Here is the text from a newspaper article in The Daily Times in Farmington, NM. I'm so excited!
Mother knows best
By Melissa Oyer The Daily Times
Posted: 03/07/2011 10:51:29 AM MST
FARMINGTON — For an author with 10 children, there's always something funny, serious, soothing, traumatic, dangerous, witty and, most of all, heartfelt to write about.
Rebecca Talley used all of these and more to emote the message in her latest book, "The Upside of Down."
"My family inspired me to write this book," Talley said. "When I shared some of my experiences with my friends and family, they encouraged me to write everything down so I decided to express my experiences within the framework of a novel so I could tweak things here and there to create a functional storyline."
"The Upside of Down" is a story centered around a woman raising a large family and trying to do the best she can despite trials that arise. The book helps mothers, or women in general, take hold of problems that arise throughout life.
A series of events happens to Natalie, the main character, that chip away at her faith. She begins to question her beliefs, her faith, and most of all, herself. After some tough-love and deep bouts of soul searching, she realizes that what has happened to her was meant to be.
Though this story is framed within a religious belief system, Talley thinks many busy mothers can identify with the normal, everyday dealings most people encounter, such as the infamous haircuts small children like to give themselves and/or their siblings, trying to conquer the ever-growing mountain of laundry, juggling kids' schedules, dealing with difficult family members, and attempting to raise respectful, loving children.
"This isn't a tool for converting," Talley said. "I wrote a story that I would read, and that I felt like other mothers would enjoy reading."
When writing, Talley said she generally percolates a story idea in her mind for a few months, then writes a narrative synopsis, character sketches, character goals, story goal, descriptions of the settings, and any other details as they develop.
Talley writes scenes on index cards and continuously rearranges them until the flow of the story feels right. Then several drafts are worked through, then sent to the publisher for final edits.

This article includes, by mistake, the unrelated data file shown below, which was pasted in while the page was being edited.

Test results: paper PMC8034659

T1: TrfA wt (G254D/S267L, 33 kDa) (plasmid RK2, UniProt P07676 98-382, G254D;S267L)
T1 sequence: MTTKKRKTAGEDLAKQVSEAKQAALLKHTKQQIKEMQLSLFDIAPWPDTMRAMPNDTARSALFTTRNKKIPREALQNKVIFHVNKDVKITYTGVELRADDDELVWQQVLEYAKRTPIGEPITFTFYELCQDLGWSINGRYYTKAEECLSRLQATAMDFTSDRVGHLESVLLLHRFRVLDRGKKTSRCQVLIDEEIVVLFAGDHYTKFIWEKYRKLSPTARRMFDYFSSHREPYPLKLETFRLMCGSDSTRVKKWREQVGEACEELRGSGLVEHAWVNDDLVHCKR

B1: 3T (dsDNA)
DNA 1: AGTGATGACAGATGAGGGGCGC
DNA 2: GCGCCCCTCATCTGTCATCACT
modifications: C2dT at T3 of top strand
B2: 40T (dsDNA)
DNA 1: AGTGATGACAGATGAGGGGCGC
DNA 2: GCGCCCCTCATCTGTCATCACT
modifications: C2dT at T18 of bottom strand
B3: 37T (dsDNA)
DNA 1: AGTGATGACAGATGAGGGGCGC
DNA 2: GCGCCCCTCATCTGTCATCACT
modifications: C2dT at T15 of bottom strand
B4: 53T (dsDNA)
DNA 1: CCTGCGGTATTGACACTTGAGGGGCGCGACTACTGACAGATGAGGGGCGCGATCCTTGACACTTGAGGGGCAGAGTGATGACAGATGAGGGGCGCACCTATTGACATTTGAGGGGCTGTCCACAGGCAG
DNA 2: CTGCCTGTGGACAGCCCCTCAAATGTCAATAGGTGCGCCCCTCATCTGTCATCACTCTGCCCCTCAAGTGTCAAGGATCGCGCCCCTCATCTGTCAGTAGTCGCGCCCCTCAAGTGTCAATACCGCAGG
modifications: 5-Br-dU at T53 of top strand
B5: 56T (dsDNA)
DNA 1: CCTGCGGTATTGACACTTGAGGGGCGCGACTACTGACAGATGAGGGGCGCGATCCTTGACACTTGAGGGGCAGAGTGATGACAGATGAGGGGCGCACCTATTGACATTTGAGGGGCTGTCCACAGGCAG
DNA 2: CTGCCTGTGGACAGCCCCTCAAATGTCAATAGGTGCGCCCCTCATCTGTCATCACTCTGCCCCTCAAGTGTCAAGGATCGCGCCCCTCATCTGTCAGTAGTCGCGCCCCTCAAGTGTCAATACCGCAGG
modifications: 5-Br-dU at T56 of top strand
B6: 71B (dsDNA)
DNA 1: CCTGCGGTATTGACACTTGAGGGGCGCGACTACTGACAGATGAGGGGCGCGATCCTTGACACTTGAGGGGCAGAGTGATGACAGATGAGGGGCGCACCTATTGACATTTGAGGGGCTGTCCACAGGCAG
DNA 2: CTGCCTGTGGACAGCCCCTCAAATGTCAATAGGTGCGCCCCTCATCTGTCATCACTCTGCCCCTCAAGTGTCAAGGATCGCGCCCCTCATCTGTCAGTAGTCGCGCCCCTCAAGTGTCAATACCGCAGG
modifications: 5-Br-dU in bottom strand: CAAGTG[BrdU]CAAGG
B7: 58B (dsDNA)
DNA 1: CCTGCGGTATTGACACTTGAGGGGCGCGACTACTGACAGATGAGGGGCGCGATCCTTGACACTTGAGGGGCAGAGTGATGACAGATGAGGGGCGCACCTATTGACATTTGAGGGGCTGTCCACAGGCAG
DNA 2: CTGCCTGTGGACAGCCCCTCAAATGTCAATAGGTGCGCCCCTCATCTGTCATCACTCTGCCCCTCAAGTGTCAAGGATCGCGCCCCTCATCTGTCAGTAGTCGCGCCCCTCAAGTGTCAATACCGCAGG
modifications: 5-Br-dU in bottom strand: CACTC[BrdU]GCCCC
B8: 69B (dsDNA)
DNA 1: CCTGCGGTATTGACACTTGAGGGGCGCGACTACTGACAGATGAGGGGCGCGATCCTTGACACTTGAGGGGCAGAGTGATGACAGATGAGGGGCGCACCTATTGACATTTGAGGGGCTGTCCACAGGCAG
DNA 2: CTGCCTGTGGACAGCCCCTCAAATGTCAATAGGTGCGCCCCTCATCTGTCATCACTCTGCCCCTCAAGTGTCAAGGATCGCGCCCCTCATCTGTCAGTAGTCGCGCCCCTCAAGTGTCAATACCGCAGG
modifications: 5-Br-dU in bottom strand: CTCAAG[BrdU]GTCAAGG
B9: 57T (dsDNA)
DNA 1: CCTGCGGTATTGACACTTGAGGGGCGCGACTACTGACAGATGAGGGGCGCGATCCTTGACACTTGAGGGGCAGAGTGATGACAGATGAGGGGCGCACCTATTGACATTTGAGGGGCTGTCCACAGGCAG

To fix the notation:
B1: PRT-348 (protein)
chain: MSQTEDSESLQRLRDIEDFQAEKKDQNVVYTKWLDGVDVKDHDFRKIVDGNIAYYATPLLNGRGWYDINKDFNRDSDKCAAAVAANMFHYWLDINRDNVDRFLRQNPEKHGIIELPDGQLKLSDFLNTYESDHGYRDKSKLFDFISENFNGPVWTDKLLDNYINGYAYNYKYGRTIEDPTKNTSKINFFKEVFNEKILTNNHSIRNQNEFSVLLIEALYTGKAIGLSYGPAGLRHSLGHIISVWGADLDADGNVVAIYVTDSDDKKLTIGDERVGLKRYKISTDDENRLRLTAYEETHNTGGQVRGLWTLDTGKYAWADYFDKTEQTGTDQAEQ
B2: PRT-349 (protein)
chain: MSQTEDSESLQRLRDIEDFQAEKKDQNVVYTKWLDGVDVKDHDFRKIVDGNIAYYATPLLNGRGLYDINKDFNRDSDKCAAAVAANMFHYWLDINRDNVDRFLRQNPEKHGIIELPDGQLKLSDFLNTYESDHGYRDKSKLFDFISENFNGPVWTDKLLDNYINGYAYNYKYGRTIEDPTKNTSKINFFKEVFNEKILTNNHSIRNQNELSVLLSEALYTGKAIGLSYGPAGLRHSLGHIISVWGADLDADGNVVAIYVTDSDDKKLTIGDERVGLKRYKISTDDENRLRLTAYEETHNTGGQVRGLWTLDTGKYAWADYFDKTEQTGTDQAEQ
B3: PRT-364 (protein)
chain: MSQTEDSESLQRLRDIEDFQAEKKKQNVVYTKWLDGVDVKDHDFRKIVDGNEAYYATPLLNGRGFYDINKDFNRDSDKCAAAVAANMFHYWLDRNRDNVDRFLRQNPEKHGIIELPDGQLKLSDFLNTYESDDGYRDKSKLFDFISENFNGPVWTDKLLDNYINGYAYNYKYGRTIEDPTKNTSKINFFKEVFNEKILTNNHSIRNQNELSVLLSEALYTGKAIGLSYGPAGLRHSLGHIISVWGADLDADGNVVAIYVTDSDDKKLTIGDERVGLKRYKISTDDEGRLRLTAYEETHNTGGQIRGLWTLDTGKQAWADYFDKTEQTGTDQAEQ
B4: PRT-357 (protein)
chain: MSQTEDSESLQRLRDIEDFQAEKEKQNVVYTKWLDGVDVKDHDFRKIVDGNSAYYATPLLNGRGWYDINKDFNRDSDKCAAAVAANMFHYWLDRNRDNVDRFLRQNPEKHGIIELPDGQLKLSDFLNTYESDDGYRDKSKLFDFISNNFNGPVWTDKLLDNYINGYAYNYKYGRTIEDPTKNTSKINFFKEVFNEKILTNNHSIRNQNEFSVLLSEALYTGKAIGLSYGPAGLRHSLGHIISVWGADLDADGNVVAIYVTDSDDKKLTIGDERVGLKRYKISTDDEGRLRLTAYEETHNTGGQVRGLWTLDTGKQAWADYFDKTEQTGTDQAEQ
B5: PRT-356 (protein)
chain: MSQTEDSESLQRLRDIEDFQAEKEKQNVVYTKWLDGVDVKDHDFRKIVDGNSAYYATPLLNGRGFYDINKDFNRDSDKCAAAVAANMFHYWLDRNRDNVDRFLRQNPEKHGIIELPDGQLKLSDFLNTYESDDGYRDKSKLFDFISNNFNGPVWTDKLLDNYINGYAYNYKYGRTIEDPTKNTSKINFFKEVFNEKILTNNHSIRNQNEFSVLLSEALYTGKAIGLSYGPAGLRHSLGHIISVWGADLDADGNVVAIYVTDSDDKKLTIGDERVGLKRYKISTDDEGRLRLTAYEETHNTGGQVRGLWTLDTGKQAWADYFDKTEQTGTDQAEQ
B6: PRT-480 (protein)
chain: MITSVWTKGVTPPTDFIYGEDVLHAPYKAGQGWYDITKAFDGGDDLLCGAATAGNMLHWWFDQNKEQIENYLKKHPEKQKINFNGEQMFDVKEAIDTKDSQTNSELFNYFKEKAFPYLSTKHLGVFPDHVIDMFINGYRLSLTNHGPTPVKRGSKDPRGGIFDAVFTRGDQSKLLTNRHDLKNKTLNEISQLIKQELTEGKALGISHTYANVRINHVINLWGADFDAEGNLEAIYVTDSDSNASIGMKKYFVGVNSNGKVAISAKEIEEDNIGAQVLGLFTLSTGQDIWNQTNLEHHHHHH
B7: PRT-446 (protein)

"It takes me about a year or so from start to finish," she said, "depending on when the idea first strikes me. Sometimes I get an idea when I'm in the middle of another project, so I have had to learn how to juggle. I'm a wife and mom first, so I fit my writing in whenever I can."
So when not writing novels, updating her blog, or contributing to other publications, Talley spends her days like every other mother, which she considers her number one priority.
My family is extremely supportive," Talley said. "My husband picks up the slack at home when I have a deadline to meet. Writing wouldn't be possible without my family's support."
Talley sits on the Board of Directors for the writing group LDStorymakers. After current chairman Julie Coulter Bellon's term ends this summer, Talley will take over the leadership role.
"Rebecca balances her writing and her family with her responsibilities as the chair-elect of LDStorymakers and excels at all three," Bellon said. "Her compassionate nature just naturally flows into her writing and her characters are so real they become people you'd like to be friends with."
Of course, her books are as complex as she is, and they always have that little thread of optimism running through them, no matter what the issue, just like she does, Bellon said.
"The Upside of Down" is available locally at the Farmington LDS Bookstore and can be ordered through Hastings. It's also available online at www.cedarfort.com, as well as Amazon.com and BarnesandNoble.com.
"Besides writing," Talley said, "I enjoy dating my husband, playing with my kids, swimming in the ocean, and dancing to disco music while I clean the house — you know, normal mom-stuff."
Melissa Oyer: firstname.lastname@example.org